Across the remotest mountains, deepest fjords and treacherous arctic tundra of Norway, the most dangerous and secretive of occupations has gone unnoticed for hundreds of years. By the dark of the night, one brave, mysterious man protects the innocent from an ancient and deadly threat without reward or glory. He is the legendary Troll Hunter.
This year’s boldness award goes to Troll Hunter. The simple fact that a Norwegian film has managed to grab so much attention is justification enough for such an accolade, but when you consider its concept you could almost stand up and give the air a nice congratulatory round of applause. The film has barely hit our screens and word has got out that Chris Columbus has bagged the rights to make yet another Hollywood adaptation à la The Girl With The Dragon Tattoo, or Let Me In.
Before we see anything writer and director André Øvredal treats us to the conceit that what we are about to see is found footage, believed to be authentic, taken by a group of student filmmakers. Parallels with District 9 are naturally made, both being monster films of sorts, with a commitment to their documentary styles. Unlike District 9, however, every subsequent scene of Troll Hunter is captured by one of the characters so The Blair Witch Project is a comparison a little closer to the mark.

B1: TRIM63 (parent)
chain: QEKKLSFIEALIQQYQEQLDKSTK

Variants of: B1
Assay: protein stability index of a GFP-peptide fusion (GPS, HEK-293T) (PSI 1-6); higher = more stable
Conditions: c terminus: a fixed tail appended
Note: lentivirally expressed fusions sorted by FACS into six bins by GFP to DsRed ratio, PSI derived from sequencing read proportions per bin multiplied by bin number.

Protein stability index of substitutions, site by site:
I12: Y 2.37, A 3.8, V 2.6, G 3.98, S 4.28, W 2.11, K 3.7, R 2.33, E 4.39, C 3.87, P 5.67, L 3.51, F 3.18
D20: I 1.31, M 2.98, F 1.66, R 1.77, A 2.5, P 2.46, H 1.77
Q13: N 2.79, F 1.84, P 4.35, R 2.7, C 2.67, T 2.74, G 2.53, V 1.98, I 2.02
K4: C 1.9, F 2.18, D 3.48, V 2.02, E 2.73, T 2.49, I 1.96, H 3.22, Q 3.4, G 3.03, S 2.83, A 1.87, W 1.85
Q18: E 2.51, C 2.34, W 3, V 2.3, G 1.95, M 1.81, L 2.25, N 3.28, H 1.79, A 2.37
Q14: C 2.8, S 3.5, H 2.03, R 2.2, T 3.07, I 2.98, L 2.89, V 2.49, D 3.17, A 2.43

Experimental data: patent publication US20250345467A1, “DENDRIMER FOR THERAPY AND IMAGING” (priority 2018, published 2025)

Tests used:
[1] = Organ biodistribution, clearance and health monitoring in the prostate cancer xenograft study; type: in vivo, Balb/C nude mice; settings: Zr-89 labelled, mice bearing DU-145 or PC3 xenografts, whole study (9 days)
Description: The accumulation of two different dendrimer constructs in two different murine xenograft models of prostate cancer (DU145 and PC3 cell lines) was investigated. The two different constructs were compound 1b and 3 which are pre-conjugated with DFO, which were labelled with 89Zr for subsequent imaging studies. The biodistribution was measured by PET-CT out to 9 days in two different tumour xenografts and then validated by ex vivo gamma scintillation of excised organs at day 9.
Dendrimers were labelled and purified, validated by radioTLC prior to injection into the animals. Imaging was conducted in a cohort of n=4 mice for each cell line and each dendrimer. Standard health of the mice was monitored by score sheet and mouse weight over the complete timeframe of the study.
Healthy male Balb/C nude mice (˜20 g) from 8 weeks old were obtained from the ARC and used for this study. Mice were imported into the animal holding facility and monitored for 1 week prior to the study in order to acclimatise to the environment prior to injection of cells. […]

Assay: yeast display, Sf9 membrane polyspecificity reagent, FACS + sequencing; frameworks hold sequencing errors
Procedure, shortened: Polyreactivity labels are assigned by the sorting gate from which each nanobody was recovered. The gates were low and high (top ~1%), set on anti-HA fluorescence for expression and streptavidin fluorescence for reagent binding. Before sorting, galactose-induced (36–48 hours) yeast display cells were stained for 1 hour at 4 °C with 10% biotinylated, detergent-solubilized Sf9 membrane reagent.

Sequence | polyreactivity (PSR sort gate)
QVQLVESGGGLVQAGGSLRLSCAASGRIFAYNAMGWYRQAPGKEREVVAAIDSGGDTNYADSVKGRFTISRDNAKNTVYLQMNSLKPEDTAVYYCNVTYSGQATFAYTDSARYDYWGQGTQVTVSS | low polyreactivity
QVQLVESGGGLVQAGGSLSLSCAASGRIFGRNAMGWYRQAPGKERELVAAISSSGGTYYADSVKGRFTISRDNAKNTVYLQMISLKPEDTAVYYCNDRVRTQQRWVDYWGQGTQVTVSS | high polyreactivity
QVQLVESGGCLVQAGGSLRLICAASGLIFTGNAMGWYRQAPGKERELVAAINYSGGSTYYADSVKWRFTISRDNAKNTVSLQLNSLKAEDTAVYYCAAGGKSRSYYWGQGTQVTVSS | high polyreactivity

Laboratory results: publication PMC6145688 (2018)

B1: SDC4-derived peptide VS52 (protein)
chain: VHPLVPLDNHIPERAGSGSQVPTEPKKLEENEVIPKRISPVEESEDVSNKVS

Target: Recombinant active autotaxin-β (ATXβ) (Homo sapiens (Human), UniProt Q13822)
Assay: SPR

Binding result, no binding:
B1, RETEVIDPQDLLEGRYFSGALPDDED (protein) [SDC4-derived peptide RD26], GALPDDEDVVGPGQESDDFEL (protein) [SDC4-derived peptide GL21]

The students, Thomas (Tosterud), Johanna (Mørck) and Kalle (Larsen) are investigating an illegal poacher, a person they believe to be killing bears outside the jurisdiction of Norway’s sanctioned bear hunters. Naïve, nervous and a little inept, they follow Hans (Jespersen) and witness his unusual sleeping patterns. After some failed attempts to interview him and one bizarre encounter in the woods, they, rather easily to be honest, convince him to let them tag along whilst he supposedly hunts trolls. Cue laughter and ridicule. At this point the ease at which everything occurs might be a little unsettling, but it’s truly a smudge on the otherwise shiny brilliance of this film.
From here Troll Hunter really shows us its got balls. Amidst the cute, funny filming comes, brazen as you like, a monstrous, ridiculous troll. With three heads. It’s exhilarating to watch this mad combination of realistically shot footage and utter fantasy. From here the film combines the two perfectly, creating an extremely well thought out world where the government keep troll’s under wraps, fairytale law is handled with modern ingenuity and the world’s sole troll hunter must fill out a Slayed Troll Form every time he nabs one. Troll bureaucracy. Brilliant.
It would be easy for the film to fall into the trap of becoming an out-and-out monster chase film, but the pacing remains calm, reality resuming after each hunt. The best moments in the film are not the troll battles, but rather the moments between the film’s human characters. The stiff lipped government man who must parade around the woods on bear paw stilts to cover up the trolls’ existence is hilarious in his angry encounters with the student and Tosterud, in particular, delivers a perfectly clumsy, ingenuous performance as front man to the student’s project.
The film’s climax not only shows off some impressive CGI, but some wholly impressive choreography involving the van, and just finally confirms that no, you will not be seeing anything like this all year. Go see it, laugh, gawp and give the air that nice round of applause that it deserves.